Application Note - Magnetic Resonance

Lipoprotein Markers May help Identifying and Predicting Disability Status in Patients with Relapse-Remitting Multiple Sclerosis*

*published as a Scientific Report article by Gafson, A.R., Thorne, T., McKechnie, C.I.J. et al. Sci Rep 8, 17026 (2018).

Lipoprotein Markers May help Identifying and Predicting Disability Status in Patients with Relapse-Remitting Multiple Sclerosis

Multiple sclerosis (MS), a chronic neuroinflammatory disorder associated with non-traumatic acquired disability, affects more than 2.2 million people across the world. Since 1990, the global prevalence of MS has risen approximately 10.4%. Despite this increase, unmet treatment needs for this disorder still exist, particularly for patients with relapsing-remitting MS (RRMS), the most common type of MS characterized by frequent disease relapses with alternating periods of remission.

Markers of Progression and Disability

Intensive clinical measures and serial brain imaging are the most common techniques used for monitoring progression of MS. Blood markers of progression, while currently non-existent, may be helpful for more accurate risk stratification and treatment efficacy monitoring. Inflammatory markers and lipids are potential biomarkers, as some studies have previously demonstrated an association between dyslipidemia and increased MS activity, including new magnetic resonance imaging lesions and worsening disability.

Other studies have found that patients with MS can be distinguished from non-MS healthy controls by concentrations of cholesterols, fatty acids, triglycerides, and phospholipids. These studies also suggest that some lipids can distinguish patients with MS in terms of the degree of clinical disability or disease stage.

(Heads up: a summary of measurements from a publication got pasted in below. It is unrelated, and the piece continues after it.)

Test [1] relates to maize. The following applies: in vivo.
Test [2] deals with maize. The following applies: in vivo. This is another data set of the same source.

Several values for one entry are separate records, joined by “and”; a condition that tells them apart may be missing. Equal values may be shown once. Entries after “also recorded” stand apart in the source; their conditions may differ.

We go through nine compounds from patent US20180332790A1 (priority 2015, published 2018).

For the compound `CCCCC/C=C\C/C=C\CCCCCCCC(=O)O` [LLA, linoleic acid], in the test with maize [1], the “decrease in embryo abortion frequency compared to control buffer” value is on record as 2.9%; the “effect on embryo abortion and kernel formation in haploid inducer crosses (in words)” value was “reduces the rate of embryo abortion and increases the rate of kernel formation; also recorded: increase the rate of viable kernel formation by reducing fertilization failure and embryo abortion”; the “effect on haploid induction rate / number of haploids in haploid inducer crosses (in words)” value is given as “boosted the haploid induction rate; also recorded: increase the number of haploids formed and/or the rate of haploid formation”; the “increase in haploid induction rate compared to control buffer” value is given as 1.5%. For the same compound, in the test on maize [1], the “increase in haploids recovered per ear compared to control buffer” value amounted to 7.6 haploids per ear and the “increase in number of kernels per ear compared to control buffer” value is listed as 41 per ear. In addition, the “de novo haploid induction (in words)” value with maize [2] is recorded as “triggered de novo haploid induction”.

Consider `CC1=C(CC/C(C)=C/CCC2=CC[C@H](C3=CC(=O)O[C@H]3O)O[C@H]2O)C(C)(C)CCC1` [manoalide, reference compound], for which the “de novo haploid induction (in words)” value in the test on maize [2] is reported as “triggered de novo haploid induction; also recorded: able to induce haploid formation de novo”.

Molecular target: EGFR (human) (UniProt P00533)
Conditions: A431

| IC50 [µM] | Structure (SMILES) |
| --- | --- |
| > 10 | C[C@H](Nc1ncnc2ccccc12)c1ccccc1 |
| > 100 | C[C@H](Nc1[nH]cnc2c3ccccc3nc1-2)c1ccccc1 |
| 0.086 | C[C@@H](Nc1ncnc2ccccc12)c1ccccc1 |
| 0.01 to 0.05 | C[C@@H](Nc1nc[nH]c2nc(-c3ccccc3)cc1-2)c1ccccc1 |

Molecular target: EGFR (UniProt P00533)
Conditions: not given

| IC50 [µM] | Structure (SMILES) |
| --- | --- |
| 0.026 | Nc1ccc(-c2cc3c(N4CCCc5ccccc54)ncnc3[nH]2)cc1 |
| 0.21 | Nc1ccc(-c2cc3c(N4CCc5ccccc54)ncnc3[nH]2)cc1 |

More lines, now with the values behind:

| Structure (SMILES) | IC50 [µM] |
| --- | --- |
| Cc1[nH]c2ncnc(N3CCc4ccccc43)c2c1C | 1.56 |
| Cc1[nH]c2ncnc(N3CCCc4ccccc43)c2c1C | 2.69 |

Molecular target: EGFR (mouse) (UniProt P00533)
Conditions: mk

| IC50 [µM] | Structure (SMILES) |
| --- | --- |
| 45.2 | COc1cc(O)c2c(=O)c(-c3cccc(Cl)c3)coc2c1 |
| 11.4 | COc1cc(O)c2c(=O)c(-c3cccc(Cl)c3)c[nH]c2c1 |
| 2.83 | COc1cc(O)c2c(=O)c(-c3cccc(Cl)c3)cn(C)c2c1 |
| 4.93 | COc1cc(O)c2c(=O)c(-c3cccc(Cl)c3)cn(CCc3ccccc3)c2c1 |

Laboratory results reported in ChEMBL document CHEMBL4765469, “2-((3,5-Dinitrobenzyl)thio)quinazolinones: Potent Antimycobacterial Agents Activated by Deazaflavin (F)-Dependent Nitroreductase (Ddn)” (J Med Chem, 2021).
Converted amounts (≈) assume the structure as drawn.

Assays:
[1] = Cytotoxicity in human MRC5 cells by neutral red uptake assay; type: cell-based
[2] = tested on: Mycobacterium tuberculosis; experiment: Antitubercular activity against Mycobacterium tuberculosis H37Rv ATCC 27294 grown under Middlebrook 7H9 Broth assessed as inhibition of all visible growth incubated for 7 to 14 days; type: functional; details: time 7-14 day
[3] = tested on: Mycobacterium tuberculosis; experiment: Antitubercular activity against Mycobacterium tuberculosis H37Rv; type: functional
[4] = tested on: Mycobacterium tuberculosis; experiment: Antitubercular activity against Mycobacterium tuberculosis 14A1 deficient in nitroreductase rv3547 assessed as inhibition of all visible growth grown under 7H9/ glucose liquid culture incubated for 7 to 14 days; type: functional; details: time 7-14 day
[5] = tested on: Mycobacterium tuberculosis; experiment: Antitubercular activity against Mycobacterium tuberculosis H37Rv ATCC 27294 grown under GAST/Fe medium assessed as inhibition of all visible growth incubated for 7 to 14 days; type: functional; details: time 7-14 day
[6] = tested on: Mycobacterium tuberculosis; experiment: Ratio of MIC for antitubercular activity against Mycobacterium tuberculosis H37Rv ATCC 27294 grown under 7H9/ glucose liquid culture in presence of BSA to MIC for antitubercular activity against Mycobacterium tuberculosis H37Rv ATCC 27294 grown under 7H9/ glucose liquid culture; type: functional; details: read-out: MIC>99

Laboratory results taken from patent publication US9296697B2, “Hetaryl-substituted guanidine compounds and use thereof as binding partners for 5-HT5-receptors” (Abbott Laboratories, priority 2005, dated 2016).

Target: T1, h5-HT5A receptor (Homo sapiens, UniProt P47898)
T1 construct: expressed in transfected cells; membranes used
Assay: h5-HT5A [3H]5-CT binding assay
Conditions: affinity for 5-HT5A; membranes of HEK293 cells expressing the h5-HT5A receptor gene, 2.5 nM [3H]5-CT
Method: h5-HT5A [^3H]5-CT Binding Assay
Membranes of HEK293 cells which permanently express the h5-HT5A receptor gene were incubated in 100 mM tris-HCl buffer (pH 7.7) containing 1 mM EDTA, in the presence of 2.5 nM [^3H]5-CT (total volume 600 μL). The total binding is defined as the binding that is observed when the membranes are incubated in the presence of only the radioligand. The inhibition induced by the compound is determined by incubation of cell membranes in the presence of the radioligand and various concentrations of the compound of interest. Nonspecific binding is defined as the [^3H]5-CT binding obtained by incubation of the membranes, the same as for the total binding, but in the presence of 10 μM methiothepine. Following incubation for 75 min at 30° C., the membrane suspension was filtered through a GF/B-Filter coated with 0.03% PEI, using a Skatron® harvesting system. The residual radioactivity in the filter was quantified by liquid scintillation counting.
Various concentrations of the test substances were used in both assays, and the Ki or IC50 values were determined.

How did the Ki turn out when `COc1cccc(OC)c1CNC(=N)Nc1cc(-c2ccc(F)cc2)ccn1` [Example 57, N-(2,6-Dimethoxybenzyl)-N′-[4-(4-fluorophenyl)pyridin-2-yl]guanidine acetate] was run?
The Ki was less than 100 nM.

1H-NMR based lipoprotein subclasses analysis Study Examines Markers of MS Disability

In a recent study using NMR spectroscopy to quantify lipids and lipoproteins, researchers from Oxford University and Imperial College London found relationships between disability, inflammatory responses, and systemic lipid metabolism in patients with RRMS relative to healthy controls. Specifically, concentrations of lipids within very low-density lipoprotein (VLDL) sub-fractions, including free cholesterol and triglycerides, were associated with worsening disability and pro-inflammatory markers in plasma of patients with RRMS. Based on their findings, the researchers also concluded that immune activation in the disease may be attributable to systemic inflammation.

The study included 27 patients with RRMS with a median Expanded Disability Status Scale (EDSS) score of 1.5 (range, 1–7). Additionally, 31 healthy volunteer controls were included as a comparison. Participating patients, recruited from the Imperial College Healthcare NHS Trust, were included in the study prior to initiation of a new disease-modifying therapy.

Researchers obtained non-fasting venous blood samples at each study visit in EDTA tubes. Within 3 hours of sample collection, samples were centrifuged at 1400 × g for approximately 10 minutes to get plasma samples.